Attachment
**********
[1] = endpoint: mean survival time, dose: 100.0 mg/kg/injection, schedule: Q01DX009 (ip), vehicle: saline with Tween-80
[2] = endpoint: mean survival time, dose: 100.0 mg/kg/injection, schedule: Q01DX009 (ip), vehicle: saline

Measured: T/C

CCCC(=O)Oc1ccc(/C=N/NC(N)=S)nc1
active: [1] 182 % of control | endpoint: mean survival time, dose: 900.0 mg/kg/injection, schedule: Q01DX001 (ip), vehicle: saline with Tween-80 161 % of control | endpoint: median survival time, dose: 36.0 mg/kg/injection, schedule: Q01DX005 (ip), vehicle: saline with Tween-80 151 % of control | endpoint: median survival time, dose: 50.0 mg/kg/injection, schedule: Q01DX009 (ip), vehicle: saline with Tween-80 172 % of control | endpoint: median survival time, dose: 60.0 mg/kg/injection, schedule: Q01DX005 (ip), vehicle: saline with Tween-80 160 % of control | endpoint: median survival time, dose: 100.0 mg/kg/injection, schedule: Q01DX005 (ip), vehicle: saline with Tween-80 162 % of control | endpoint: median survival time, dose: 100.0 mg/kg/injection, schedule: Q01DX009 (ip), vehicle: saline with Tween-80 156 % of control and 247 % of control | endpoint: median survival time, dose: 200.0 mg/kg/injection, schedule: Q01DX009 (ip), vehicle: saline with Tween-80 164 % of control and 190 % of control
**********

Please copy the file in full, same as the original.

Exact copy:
[1] = endpoint: mean survival time, dose: 100.0 mg/kg/injection, schedule: Q01DX009 (ip), vehicle: saline with Tween-80
[2] = endpoint: mean survival time, dose: 100.0 mg/kg/injection, schedule: Q01DX009 (ip), vehicle: saline

Measured: T/C

CCCC(=O)Oc1ccc(/C=N/NC(N)=S)nc1
active: [1] 182 % of control | endpoint: mean survival time, dose: 900.0 mg/kg/injection, schedule: Q01DX001 (ip), vehicle: saline with Tween-80 161 % of control | endpoint: median survival time, dose: 36.0 mg/kg/injection, schedule: Q01DX005 (ip), vehicle: saline with Tween-80 151 % of control | endpoint: median survival time, dose: 50.0 mg/kg/injection, schedule: Q01DX009 (ip), vehicle: saline with Tween-80 172 % of control | endpoint: median survival time, dose: 60.0 mg/kg/injection, schedule: Q01DX005 (ip), vehicle: saline with Tween-80 160 % of control | endpoint: median survival time, dose: 100.0 mg/kg/injection, schedule: Q01DX005 (ip), vehicle: saline with Tween-80 162 % of control | endpoint: median survival time, dose: 100.0 mg/kg/injection, schedule: Q01DX009 (ip), vehicle: saline with Tween-80 156 % of control and 247 % of control | endpoint: median survival time, dose: 200.0 mg/kg/injection, schedule: Q01DX009 (ip), vehicle: saline with Tween-80 164 % of control and 190 % of control